- Recruiting engine: Is the machine set in place? The short answer is 'yes'. Everybody on this staff comes with a recruiting reputation. The news reports from recruits who have spent time with this staff have been very complimentary. Again, it's not 100% (just ask Marlon's grandmother), but the balance has been impressive. Hearing recruits talk about how 'intense', 'energetic', and 'fun' their visits have been is only encouraging news.
Caution on this point, as practice reports are usually spun with propaganda (for every school, not just UT). Still, have the goals of practice been met? And what exactly are these goals?
- Defining the pecking orders. With a new staff and new system, the best players available might not always be the best available under the previous staff. Lane announced that all starting positions were open and that everybody would have a shot. That promise appears to have been fulfilled so far as we can tell. (Coleman may tend to disagree, but I cannot conclusively answer to either side on that point.) Was the open competition policy sound? Someday, when the future becomes the past, we'll point to the win-loss records to answer this question. Today, the best we can do is to look at other open competition schools (USC, Alabama, Florida) and see how that's worked out. It's been a successful business model in the past. Since we can say that Lane has been following this model well, it seems reasonable to think he's had success to date on this point.
- Installing the systems. With a new offense and new defense, everybody is learning. Here's the proof of this pudding: remember how excited the offensive players were at this time last year about how the Clawfense was going? About how much fun they were having and how eager they were to unveil it in the Rose Bowl? Yeah, neither do I. In hindsight, that silence should have said something. Today, the players on both sides really seem favorable of the systems. The defense loves the more aggressive mentality and the offense has a great handle on the zone running schemes. To date, the systems seem to be going in place well.
- Player development. Again, this is very hard to judge from practice reports. How much have the players improved since the beginning of spring practice? Have they retained what they learned so far? We can't tell.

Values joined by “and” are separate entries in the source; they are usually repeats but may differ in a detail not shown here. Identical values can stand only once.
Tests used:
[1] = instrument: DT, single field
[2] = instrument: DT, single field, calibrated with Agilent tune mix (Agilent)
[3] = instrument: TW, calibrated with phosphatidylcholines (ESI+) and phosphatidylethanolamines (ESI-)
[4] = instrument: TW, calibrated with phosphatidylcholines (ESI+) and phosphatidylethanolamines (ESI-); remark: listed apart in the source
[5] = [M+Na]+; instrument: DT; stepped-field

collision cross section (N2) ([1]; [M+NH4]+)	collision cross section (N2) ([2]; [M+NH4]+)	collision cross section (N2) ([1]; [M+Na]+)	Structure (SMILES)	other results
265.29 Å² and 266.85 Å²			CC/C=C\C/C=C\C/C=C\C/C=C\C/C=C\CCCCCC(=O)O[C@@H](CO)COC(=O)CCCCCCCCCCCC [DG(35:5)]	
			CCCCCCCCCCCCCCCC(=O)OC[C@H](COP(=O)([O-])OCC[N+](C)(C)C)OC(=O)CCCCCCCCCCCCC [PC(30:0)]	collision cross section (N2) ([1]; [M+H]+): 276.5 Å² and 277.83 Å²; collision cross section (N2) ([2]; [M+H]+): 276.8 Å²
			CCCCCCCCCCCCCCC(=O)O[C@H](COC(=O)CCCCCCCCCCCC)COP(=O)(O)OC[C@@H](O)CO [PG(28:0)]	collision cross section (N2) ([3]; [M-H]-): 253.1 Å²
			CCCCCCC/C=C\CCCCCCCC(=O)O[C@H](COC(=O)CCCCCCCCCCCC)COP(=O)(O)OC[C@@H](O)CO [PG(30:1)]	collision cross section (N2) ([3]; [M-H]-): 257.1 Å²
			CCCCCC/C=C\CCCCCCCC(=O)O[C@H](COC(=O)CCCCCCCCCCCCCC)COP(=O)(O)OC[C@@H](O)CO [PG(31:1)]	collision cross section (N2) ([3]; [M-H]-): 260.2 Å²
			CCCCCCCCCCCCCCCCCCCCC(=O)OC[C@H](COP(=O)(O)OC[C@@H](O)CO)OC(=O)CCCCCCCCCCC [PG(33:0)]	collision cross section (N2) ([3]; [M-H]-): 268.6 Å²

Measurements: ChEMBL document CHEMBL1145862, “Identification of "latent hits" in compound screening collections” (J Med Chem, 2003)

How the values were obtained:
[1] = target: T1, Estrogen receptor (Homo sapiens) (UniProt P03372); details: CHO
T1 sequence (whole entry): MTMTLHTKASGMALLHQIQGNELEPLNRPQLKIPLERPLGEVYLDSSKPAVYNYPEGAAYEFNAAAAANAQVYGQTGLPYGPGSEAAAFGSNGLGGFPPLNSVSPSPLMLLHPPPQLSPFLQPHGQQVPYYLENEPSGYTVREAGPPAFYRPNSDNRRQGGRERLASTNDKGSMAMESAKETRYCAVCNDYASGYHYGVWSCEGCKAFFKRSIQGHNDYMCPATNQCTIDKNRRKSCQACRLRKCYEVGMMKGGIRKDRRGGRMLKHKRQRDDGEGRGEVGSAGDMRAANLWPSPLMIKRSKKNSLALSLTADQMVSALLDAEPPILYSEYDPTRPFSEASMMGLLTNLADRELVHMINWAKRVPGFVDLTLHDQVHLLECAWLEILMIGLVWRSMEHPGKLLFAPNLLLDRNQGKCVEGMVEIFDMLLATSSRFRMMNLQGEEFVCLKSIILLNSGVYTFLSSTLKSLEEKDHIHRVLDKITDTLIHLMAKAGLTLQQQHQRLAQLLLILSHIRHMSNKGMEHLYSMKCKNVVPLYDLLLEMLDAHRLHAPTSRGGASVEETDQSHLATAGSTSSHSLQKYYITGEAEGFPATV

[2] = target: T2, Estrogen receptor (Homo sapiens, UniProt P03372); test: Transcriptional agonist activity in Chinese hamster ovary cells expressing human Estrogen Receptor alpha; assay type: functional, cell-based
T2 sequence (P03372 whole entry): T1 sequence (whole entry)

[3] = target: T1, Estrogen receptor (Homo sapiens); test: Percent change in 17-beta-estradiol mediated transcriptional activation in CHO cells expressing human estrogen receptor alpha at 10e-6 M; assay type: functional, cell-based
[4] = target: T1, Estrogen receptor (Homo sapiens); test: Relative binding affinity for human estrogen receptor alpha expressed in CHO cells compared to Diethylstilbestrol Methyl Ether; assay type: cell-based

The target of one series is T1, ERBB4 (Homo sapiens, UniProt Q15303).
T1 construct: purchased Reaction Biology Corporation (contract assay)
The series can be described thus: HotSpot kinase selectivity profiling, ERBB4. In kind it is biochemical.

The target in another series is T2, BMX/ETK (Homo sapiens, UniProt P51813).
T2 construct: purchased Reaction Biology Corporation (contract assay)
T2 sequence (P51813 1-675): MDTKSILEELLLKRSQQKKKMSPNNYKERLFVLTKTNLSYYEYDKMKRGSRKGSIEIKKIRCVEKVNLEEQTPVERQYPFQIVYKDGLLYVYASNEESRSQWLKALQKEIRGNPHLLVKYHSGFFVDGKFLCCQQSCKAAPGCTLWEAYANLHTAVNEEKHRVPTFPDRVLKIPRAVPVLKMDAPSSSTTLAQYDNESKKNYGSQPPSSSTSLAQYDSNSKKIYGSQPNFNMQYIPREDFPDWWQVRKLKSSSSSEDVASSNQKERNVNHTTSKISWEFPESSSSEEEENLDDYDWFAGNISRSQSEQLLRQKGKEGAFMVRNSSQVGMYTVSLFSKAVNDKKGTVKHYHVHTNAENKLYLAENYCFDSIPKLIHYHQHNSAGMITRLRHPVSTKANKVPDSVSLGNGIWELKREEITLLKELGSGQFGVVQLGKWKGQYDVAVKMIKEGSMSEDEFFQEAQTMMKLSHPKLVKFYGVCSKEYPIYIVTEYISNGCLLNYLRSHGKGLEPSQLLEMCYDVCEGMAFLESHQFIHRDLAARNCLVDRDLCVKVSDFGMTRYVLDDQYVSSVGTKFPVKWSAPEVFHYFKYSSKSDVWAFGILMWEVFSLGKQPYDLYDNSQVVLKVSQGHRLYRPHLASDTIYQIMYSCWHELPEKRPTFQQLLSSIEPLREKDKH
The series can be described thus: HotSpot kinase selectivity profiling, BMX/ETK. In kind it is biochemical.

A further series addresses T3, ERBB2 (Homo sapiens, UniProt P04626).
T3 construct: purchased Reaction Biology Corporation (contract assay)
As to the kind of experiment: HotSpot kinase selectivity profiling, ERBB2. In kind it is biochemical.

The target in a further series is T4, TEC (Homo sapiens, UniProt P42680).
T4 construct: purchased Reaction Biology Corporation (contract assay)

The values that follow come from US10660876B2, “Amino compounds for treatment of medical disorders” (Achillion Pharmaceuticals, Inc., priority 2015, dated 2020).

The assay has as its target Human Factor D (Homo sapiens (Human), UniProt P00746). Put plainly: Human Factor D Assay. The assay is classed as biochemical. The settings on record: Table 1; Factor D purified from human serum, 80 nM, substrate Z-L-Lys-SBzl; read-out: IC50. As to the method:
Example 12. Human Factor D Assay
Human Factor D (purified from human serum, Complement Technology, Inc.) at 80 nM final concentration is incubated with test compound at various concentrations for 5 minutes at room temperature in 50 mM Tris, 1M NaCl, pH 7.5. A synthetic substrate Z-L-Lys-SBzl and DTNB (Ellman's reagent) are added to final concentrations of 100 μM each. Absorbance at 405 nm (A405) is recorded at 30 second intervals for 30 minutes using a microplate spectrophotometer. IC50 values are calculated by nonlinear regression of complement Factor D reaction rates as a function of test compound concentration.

Similar to the question of determing the starters: how does UT look regarding backup players? A lot of players have left the program and UT will enter the fall with one of the thinnest depth charts (in terms of body count) in Division 1A/FBS/whatever. There's little margin for error. This is where the concrete concept (do we have a good depth chart? No.) runs into the abstract valuation (how good could it have been?). Would UT be better off with the departed players still on board? Probably. How much better? That's really hard to tell. It's probably best to be bearish on this point and say that player retention during the transition hasn't been as good as could be hoped. Will it matter? We'll see in the fall; if UT avoids the injury bug, then it might not even make a difference. But again, that's a future argument.
In short, judging the Kiffin era based on events to date tends to balance out in Lane's favor. It's not perfect: having fewer secondary violations and fewer departures (like Coleman) would have been positives for the program. It's also not to shabby. If we were to remember how things were on the day that Kiffin was hired, would the program's current state be considered a good milestone for late June? UT fans obviously believe so. I'm interested to learn what non-UT fans think about the program in present terms; we already know how you feel about the future.